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Some are as long as a longish pop song. Others are dense in 10 minutes of footage and story. Yet others are dreamy, silly romantic and beguiling in less than 30 minutes. If you’re fed up with bloated, meandering series, this is the list for you. Four slices of comedy and drama from the arena of outlier TV.

Alicia Mccarvell and Jonathan Torrens star in Vollies.Courtesy of tv1

VOLLIES (available to Bell Fibre Customers on Bell Fibe1) is insane. Let’s get that out of the way. And often insanely cringe-funny. Jonathan Torrens (Trailer Park Boys, Mr. D) presented it to me as this: “During the dark days of lockdown we banded together and made a web series called VOLLIES out here in Truro, N.S. What we lacked in resources we made up for in moxie.”

True. It’s set at a volunteer fire-fighter station in the middle of nowhere, and where nothing ever happens. Oh, the volunteer staff have a fire engine and equipment and uniforms, but nothing to do, except occasionally pull a cow from a river. So, they bicker, swap snarky remarks and one of them keeps droning on about how they really need a helicopter to do their jobs. That guy is played by the lanky James Faulkner.

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About half the time it’s hard to keep track of what nonsense is unfolding (it was created by Torrens and Sarah D. McCarthy) but there are moments droll and goofy-hilarious. And surprises. The characters organize a talent show. They’re all terrible performers. Then up steps the most hopeless young volunteer (played by Mary Austin) to sing Caro mio ben, by Giordani, usually sung by an experienced mezzo-soprano. And it is exquisite. Cuckoo comedy and sweetness in 10-minute episodes. By the way, also check out Pink Is In (on the Bell Fibre channel), a dopey, off-the-wall comedy set at a women’s prison in Hamilton, Ont.

When a Russian Princess and student at the Paris Opera Ballet School, Lena Grisky, accidentally time travels to present day, she must quickly adapt if she hopes to keep her secret and hide from the dangerous Time Collectors.Courtesy of CBC Gem

Find Me in Paris (streams CBC Gem) is also a bit cuckoo. An English-language but German-French production that streamed on Hulu in the United States, it’s about a Russian princess from 1905. She’s Helena “Lena” Grisky (Jessica Lord), the top prospect at the Opéra de Paris’ ballet school. Her parents want her back in Russia so she runs off with her sweet boyfriend, Henri (Christy O’Donnell).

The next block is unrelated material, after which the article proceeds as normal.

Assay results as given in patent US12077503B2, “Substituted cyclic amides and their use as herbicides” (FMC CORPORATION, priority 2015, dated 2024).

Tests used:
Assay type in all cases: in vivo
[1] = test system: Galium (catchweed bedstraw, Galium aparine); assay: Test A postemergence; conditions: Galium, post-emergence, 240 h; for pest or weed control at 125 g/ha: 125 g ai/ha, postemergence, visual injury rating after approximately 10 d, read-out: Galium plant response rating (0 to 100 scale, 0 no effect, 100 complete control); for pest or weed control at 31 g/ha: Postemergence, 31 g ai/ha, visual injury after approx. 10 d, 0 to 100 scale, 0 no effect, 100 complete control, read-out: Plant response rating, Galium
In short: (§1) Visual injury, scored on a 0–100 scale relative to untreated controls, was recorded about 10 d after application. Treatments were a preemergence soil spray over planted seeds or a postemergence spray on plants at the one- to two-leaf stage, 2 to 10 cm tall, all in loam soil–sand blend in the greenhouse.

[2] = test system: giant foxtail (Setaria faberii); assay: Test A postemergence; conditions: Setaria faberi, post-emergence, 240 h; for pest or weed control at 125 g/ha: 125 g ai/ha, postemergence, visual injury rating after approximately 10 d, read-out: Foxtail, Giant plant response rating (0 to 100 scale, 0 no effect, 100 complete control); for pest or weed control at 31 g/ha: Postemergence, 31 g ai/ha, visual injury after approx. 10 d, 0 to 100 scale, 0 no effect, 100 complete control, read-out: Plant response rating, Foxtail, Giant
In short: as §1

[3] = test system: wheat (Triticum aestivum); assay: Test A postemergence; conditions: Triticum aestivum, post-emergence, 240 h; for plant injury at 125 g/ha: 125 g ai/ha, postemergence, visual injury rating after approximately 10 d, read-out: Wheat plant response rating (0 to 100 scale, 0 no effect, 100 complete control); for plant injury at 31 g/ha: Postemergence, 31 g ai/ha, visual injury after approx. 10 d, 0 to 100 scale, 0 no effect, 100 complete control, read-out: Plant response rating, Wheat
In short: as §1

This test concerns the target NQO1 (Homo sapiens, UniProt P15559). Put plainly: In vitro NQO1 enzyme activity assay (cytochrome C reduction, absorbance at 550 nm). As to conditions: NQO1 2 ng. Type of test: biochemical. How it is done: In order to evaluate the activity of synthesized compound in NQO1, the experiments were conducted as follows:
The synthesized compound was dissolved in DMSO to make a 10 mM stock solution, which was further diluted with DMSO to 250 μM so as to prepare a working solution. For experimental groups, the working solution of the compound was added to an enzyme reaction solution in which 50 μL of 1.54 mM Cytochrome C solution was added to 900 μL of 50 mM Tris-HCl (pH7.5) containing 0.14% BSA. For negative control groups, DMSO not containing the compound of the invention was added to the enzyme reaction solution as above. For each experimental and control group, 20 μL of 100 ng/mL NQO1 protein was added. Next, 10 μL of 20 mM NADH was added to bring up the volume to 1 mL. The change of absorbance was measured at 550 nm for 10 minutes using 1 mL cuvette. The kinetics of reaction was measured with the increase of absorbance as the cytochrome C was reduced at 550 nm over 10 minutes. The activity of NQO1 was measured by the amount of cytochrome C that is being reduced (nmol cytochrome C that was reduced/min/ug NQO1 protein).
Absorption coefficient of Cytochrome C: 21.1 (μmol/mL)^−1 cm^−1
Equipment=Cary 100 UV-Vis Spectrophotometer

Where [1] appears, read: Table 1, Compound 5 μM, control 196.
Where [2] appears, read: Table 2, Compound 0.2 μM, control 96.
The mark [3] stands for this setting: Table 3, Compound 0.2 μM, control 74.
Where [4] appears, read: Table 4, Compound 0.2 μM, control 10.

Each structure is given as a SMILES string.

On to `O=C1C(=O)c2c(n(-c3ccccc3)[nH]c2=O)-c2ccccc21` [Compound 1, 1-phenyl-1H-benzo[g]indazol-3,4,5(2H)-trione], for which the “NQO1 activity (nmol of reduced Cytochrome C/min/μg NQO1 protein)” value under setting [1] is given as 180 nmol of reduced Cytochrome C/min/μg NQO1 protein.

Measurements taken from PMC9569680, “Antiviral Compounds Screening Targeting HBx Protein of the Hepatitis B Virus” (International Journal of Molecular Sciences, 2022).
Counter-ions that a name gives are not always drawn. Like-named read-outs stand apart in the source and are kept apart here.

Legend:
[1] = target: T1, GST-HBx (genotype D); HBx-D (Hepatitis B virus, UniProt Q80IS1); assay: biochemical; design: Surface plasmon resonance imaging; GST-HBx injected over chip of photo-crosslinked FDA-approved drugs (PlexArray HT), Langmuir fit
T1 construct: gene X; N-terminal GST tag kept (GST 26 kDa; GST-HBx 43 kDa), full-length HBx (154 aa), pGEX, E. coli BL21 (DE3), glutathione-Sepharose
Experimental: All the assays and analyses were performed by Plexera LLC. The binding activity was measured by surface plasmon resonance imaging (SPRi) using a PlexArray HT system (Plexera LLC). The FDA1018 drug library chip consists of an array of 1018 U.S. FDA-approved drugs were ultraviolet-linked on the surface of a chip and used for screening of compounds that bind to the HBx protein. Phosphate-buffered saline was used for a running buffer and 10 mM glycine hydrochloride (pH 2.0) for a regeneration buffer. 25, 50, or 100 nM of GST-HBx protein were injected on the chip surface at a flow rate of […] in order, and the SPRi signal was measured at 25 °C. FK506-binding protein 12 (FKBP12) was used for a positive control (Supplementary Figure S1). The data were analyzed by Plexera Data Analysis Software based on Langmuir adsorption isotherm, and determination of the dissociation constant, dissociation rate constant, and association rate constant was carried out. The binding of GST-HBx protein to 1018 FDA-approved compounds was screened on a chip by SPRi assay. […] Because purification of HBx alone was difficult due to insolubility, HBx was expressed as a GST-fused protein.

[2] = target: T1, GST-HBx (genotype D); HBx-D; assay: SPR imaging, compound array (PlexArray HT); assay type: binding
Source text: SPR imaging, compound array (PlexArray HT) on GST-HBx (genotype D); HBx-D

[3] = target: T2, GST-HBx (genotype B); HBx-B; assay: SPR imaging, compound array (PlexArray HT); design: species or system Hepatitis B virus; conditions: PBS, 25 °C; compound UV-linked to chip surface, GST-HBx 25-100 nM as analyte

Henri has just given Lena a beautiful necklace. It is, actually, a time-travel device. Lena lands at the same school in 2018. Cultural confusion ensues for her. Like, what is this hip-hop dancing? Cute as a button with marvelous dance sequences, it’s young-adult drama with a lot of strange oomph. Adorable and coming in at 23 minutes an episode.

In the late 1970s, when L.A.’s punk rock scene was exploding, an unlikely family-owned restaurant in Little Tokyo started by Japanese Americans returning from America’s WWII concentration camps, became a popular hang-out. That’s when Atomic Nancy with her 'take-no-prisoners' punk make-up and demeanor took the café over from her parents and cranked up the jukebox.Courtesy of PBS

Atomic Café (online at PBS.org/filmfestival and on YouTube) is one of the gems in PBS’s online batch of shorts. It’s a slice of history in Los Angeles and the story of how a small restaurant in the city’s Little Tokyo became the centre of LA’s punk scene in the late 1970s. The place had quite the history, being established as a family-owned restaurant by Japanese Americans returning from U.S. Second Word War internment camps. It was a popular hangout for local families. And then a daughter of the founders, who became known as “Atomic Nancy,” took over. Loud and argumentative, but welcoming, she cranked up the jukebox and made the place a hangout for some punk legends. A big bunch of pop culture stories and footage is unpacked in under 11 minutes.

In the short film The Present, Yusuf and his daughter set out to buy his wife an anniversary gift, a gesture demanding much patience and negotiation skills in the West Bank.

The Present (streams Netflix) was nominated for the Academy Award for Best Live Action Short Film last year and won the BAFTA Award for Best Short Film. A quietly powerful but deeply angry little drama, it has a simple enough storyline: A man, Yusef (Saleh Bakri), sets out with his young daughter on a shopping trip to buy an anniversary present for his wife. But his journey is through present-day Palestine and to get to a store and back involves going through multiple checkpoints, where he can be stopped and held for any reason.

It is startling in its simplicity yet emotionally resonant, and Bakri is incredibly good as a man showing fine but exhausting restraint, with almost every step he takes. A little masterpiece (directed by Farah Nabulsi, written by Nabulsi and Hind Shoufani) in 24 minutes.

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